Warning that the conditions may be ripe for Disease X, World Health Organization is urging "cross-cutting R&D preparedness" to enable preparations for the outbreak of known diseases to also be relevant for a Disease X scenario, insofar as this is possible.
If you thought last winter's flu season was a nightmare, the World Health Organization (WHO) is warning that an array of new diseases may soon have the potential to kill millions of people around the world.
Each year the Geneva-based organisation, which is charged with monitoring and safeguarding world health, convenes a high-level meeting of senior scientists to list diseases that pose a serious risk of prompting a major worldwide public health emergency.
Disease X was listed by the World Health Organization as one of eight priority diseases.
"These diseases posture real general health hazards and further innovative work is required, including reconnaissance and diagnostics", WHO said.
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While Dr. Rottingen believes that Disease X, when it arrives, will likely be a naturally-occurring, "zoonotic disease" - i.e. one the jumps from animals to humans and caused by changes in the ecosystem and growing human-animal contact, deadly germ warfare can not be ruled out, either.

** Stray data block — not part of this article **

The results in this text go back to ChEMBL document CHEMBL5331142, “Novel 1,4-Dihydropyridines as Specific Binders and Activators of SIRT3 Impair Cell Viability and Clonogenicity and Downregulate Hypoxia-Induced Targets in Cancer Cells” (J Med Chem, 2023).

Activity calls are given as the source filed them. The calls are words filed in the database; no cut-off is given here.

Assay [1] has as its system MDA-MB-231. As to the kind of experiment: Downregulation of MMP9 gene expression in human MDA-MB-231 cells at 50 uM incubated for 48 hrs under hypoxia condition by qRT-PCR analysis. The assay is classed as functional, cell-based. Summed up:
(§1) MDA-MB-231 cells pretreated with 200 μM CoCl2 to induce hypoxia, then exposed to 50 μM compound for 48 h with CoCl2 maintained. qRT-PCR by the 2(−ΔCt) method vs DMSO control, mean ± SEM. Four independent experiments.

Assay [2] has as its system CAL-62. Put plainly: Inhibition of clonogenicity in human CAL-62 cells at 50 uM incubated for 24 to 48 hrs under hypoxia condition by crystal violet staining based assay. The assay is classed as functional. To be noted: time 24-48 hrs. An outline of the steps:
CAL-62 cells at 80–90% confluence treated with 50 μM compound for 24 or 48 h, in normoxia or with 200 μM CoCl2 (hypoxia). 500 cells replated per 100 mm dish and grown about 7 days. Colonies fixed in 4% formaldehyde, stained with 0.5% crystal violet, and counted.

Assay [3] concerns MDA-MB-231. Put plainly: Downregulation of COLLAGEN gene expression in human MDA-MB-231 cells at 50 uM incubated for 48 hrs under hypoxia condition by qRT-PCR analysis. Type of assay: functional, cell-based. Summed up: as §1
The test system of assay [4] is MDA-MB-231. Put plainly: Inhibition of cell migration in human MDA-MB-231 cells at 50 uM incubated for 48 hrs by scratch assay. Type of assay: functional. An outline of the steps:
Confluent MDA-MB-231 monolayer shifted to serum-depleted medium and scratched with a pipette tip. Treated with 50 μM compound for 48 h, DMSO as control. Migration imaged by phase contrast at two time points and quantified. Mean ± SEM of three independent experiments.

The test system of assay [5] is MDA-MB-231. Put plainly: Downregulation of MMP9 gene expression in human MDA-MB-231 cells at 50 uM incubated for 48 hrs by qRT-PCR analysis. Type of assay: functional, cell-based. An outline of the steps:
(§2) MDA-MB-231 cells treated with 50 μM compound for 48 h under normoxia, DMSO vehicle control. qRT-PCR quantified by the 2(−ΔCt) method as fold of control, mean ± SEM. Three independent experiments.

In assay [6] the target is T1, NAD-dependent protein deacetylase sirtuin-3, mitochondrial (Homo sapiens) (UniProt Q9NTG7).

It was the first time when the Disease X has been a topic of discussion.
"It may seem unusual to be adding an "X" but the point is make sure we prepare and plan flexibly in terms of vaccines and diagnostic tests".
The WHO experts named the diseases as having epidemic potential as there is an absence of "efficacious drugs and or vaccines". Ebola, salmonella, and HIV are believed to be zoonoses.
"It's a natural process and it is vital that we are aware and prepare".
Given the rapid development of gene-editing technologies, Disease X could also spring up from human error or malevolence - in which case, having a flexible, widely-applicable plan of action is of paramount importance. Or, on the other hand, it may be brought forth by a terror attack, or just by a simple accident. Primary care systems (local doctors and nurses) are key to safeguarding public health, as they're our best bet for detecting outbreaks of a new disease early on, and containing it before it spreads.